How to remove plaque from teeth
Plaque is a soft, sticky film that accumulates behind and in-between your teeth.
Plaque is dangerous because it harbours bacteria that if left, can cause serious damage to your enamel. This bacteria can also promote and cause tooth decay and gum disease, especially if the plaque is not eliminated through brushing or dental intervention.
How does plaque form?
Plaque is formed when the sugars from foods and drinks are not cleaned from your mouth. The remnants of the food and drink turn acidic and begin eating away at your enamel. The more this happens, the more your enamel will wear away. Eventually, this will result in a cavity (a hole in the tooth).
What happens if you leave plaque?
Plaque that is not removed via daily brushing and flossing will eventually harden into tartar. As tartar continues to build along the gum line, brushing and flossing will become more difficult. Continued neglect will see plaque and tartar build-up increase, which may lead your gums to become red, swollen and painful. Bleeding will also follow and this is the first sign of gingivitis, an early stage of gum disease.
What is tartar?
Despite taking good care of your oral hygiene, bacteria will still find a way of entering your mouth. Bacteria mixes with proteins and food byproducts and that creates plaque. When plaque is left, it forms tartar, essentially hardened plaque. Tartar starts on your teeth but will eventually spread to your gums. If left, it can lead to receding gums and can only be removed by a dentist.
What happens when you have gingivitis?
The good news is gingivitis is treatable. By simply following good oral hygiene practices (and professional treatment), you should make a full recovery.
If gingivitis is left untreated, it will become more painful and eventually lead to periodontitis. This is a serious oral disease that breaks down the structure of your gums and bones supporting your teeth. This, again, is caused by bacteria attacking your enamel and gums. Your gums will begin to recede and in extreme cases, this can lead to tooth loss.
How do you clean plaque?
Plaque is difficult to spot because its clear in colour and usually resides at the back or in between your teeth. If you suffer from serious amounts of plaque, it should be easier to identify and you should also be able to feel it with your tongue.
How do you identify plaque?
As it’s colourless, it can be hard to identify. However, there are disclosing tablets you can buy that stain the plaque, making it easier to identify. Alternatively, you can visit your dentist for a checkup. Here, they will identify and rectify and plaque and tartar-related problems. A scale and polish should remove all plaque from your mouth and you will also be given advice on how to stay on top of plaque build up.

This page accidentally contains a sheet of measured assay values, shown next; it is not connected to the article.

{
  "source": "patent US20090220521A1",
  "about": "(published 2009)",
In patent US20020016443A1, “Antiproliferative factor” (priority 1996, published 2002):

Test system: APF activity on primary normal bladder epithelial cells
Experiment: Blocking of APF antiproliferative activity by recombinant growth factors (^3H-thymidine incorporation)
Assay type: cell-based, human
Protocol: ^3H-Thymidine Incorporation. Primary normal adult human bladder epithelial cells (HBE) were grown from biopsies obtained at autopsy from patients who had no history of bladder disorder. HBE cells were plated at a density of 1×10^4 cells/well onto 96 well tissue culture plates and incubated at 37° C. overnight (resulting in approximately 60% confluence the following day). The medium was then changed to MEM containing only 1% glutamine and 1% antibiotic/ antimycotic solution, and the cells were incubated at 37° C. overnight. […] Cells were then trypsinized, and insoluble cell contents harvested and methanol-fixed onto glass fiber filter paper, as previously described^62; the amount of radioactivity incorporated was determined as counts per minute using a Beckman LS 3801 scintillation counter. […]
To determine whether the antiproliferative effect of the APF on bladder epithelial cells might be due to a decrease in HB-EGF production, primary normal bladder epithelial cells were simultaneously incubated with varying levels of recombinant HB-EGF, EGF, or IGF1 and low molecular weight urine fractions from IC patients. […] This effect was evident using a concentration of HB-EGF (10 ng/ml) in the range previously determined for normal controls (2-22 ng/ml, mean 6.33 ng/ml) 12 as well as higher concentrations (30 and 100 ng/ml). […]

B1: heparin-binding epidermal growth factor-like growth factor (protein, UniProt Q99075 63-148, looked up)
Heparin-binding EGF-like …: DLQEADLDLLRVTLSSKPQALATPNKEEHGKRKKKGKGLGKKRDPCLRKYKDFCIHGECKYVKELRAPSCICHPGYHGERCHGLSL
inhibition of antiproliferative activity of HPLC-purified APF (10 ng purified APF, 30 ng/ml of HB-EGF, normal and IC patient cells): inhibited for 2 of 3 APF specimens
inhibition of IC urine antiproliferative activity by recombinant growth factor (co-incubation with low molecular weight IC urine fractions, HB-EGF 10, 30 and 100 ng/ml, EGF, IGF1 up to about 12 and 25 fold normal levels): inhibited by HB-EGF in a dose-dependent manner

The importance of flossing
Flossing is often neglected when it comes to keeping on top of your oral hygiene. A common belief is that flossing helps rid food from in between teeth and gums, and while it can help with this, floss was not designed for this. Flossing actually helps remove the film of bacteria from in between teeth – which forms plaque. If the plaque is left, it will eventually turn to tartar. This is why flossing plays such an important role in oral hygiene. Most toothbrushes are not able to effectively remove bacteria and plaque from hard-to-reach areas, but flossing can help with this.
How to floss correctly
Below are some key tips to remember when flossing:
- Open the floss container and cut the length of dental floss you require (cut so that you’re able to tie it around your two index fingers to help with stability).
- Slot the floss in between your teeth, be careful not to force it.
- Form the floss into a ‘C’ shape, allowing you to move the floss seamlessly between the surfaces of your teeth. Use a new cut of floss for each tooth to ensure you’re not passing the bacteria you’ve jsut removed around your mouth.
- If you notice your gums bleeding excessively and you’re in discomfort, consult your dentist to ensure there is not a serious problem.
- Discard the floss after use.
There is no ‘right order’ with regards to when to brush, floss or use mouthwash. Some dentists believe that flossing first might be more beneficial, as once the bacteria and plaque have been removed, you can rinse and then brush your teeth. However, as long as you brush and floss twice a day, your oral hygiene should remain healthy.
Key points to fight off plaque
- Brush and floss your teeth twice a day using fluoride toothpaste and an electric toothbrush. Floss is commonly neglected but remains one of the best ways to clean teeth. This simple routine will protect your teeth from plaque build up and decay.
- Eating and maintaining a healthy diet will also reduce plaque build up. Food and drink high in sugar will erode your tooth enamel faster, so stay away from these foods and stick to greens. Also, it’s advised you brush your teeth after every meal to ensure no leftover food remains in your mouth throughout the day.
- Mouth rinsers should not be used in place of brushing and flossing your teeth.
- Visiting your dentist once every six months is advised. Regular check-ups are advised in order to keep on top of your oral health and hygiene.
Visit your dentist
If you believe you are suffering from plaque and tartar build-up, you should book in an appointment with your dentist.
Leaving your teeth and gums exposed to such bacteria can cause serious long-term damage to your oral health. Also, rectifying these issues can be costly, far more than a booking a checkup and/or scale and polish.